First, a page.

Officials: 2 wounded in 5 grenade attacks in Burundi hours after presidential polls close

BUJUMBURA, Burundi (AP) — Grenade attacks wounded two people overnight across Burundi, just hours after polls closed in the country's presidential election, officials and a witness said Tuesday.

An Associated Press reporter saw a Tanzanian Embassy car that appeared to have been damaged by a grenade after two explosions in the capital, Bujumbura, late Monday.

"A car came speeding past, then we heard the sound of something like a stone hitting the ground and a loud explosion," said Nadine Bizimana, 24, a witness at the first blast.

Two other attacks occurred around the country overnight, wounding two members of the same family, said Pierre Channel Ntarabaganyi, the police spokesman. Prosper Ntahorwamiye, spokesman for the National Electoral Commission, said a fifth grenade attack targeted one of their vehicles, which was not damaged.

A coalition of non-governmental groups says at least eight people have been killed and more than 50 people wounded in almost 60 explosions since June.

On Monday, Burundi held only its second direct president election since independence from Belgium in July 1962. Incumbent Pierre Nkurunziza was the only candidate after opposition members boycotted the vote, saying they feared it would be rigged. Official election results are expected Wednesday.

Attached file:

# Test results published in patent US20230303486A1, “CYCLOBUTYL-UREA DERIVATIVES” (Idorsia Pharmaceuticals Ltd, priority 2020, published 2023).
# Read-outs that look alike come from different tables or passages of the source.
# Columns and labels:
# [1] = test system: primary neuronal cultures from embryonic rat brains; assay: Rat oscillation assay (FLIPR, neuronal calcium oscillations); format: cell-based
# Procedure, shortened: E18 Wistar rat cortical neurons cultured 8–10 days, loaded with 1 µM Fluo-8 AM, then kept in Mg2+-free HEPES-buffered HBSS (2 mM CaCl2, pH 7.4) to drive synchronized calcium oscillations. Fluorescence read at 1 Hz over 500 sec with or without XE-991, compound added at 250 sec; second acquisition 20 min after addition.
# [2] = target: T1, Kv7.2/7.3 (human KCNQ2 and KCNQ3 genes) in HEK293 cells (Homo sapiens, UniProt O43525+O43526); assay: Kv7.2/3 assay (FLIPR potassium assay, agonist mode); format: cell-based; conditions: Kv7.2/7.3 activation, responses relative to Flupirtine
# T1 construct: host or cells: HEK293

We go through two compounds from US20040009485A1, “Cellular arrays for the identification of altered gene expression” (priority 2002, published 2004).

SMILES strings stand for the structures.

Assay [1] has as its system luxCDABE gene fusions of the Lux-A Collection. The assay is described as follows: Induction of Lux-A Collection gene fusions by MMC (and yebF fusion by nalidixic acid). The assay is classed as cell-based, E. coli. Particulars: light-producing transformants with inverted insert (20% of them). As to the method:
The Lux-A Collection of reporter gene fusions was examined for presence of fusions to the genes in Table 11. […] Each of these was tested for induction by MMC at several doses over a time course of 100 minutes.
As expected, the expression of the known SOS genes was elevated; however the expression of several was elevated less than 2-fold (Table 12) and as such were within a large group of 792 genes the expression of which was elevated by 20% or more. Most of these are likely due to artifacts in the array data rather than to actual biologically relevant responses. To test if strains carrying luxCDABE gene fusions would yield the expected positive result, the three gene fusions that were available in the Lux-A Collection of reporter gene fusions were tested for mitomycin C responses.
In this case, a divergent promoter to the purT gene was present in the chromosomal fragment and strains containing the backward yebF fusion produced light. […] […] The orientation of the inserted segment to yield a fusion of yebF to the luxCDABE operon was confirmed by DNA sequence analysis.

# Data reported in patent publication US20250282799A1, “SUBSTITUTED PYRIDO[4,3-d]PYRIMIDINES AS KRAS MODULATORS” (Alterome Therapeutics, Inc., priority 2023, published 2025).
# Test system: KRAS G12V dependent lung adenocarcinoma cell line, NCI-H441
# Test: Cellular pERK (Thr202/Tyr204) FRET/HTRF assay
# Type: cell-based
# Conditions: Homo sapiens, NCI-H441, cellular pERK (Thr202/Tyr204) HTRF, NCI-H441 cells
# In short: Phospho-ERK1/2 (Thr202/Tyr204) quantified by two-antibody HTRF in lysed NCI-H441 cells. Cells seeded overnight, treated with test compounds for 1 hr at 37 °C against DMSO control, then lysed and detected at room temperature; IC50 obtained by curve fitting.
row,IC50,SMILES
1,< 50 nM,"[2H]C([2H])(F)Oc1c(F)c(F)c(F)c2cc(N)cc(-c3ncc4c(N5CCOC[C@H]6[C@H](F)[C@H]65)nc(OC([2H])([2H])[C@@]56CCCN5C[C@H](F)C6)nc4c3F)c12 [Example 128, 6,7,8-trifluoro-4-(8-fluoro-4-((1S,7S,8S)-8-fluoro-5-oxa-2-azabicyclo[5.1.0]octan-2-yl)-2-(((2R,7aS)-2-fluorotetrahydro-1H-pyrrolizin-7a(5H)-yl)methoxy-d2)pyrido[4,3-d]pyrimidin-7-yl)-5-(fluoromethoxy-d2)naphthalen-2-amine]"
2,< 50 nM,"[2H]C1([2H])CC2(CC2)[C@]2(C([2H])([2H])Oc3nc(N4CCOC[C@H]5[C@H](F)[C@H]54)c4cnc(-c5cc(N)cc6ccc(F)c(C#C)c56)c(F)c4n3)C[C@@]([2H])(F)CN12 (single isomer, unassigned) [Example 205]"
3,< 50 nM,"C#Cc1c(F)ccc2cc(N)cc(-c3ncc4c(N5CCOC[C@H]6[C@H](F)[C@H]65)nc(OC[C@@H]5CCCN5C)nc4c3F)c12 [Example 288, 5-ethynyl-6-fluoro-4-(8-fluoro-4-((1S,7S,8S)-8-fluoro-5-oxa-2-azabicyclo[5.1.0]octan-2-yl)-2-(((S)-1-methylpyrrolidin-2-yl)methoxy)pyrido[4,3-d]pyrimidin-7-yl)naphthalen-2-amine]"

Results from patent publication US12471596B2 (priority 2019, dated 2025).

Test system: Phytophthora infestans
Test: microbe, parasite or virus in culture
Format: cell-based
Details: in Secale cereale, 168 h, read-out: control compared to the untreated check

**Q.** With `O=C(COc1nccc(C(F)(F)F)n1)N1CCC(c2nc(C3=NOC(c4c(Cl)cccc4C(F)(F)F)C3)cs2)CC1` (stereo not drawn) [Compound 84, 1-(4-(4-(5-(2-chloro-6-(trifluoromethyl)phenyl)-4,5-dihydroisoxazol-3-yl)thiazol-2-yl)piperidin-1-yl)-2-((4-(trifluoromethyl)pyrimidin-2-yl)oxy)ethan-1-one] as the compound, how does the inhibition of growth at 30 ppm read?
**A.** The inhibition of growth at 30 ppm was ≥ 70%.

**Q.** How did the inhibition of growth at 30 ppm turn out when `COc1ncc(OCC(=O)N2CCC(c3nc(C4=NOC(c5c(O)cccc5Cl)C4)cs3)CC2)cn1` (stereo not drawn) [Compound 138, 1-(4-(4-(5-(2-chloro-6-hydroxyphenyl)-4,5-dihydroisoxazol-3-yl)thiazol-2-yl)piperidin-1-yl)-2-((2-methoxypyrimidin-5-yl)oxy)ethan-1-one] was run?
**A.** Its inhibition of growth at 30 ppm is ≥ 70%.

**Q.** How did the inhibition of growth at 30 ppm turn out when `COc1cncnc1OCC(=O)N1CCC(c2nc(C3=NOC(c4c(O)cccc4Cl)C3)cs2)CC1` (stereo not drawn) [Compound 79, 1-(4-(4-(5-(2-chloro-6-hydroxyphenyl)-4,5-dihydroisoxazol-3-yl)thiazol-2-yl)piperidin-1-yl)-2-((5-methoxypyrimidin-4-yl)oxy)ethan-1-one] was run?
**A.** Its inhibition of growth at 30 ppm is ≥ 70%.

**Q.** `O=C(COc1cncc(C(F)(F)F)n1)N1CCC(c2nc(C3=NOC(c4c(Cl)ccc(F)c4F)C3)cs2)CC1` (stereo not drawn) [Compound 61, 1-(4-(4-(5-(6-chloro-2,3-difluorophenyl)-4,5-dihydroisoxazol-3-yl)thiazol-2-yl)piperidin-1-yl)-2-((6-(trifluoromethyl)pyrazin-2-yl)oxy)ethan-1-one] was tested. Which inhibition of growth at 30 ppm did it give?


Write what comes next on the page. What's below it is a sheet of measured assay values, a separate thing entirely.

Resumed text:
The Central African nation's war began in October 1993, after Burundi's first democratically elected president was assassinated. The war was fought mainly between Hutu rebels and a Tutsi-dominated army, and resulted in the deaths of more than 250,000 people.

Fears of a resurgence of conflict in Burundi have been fueled by the disappearance of Agathon Rwasa, whose rebel group was the last to sign a cease-fire deal and only began disarming last year.

Rwasa had declared his intention to challenge Nkurunziza before saying he will boycott the election. He has not been seen publicly for a week and officials of his party say they do not know where he is.

The governing party and the opposition — both made up of former rebels — have also been trading accusations of stockpiling weapons and arming youth groups in a bid to either prevent or force voters going to the polls.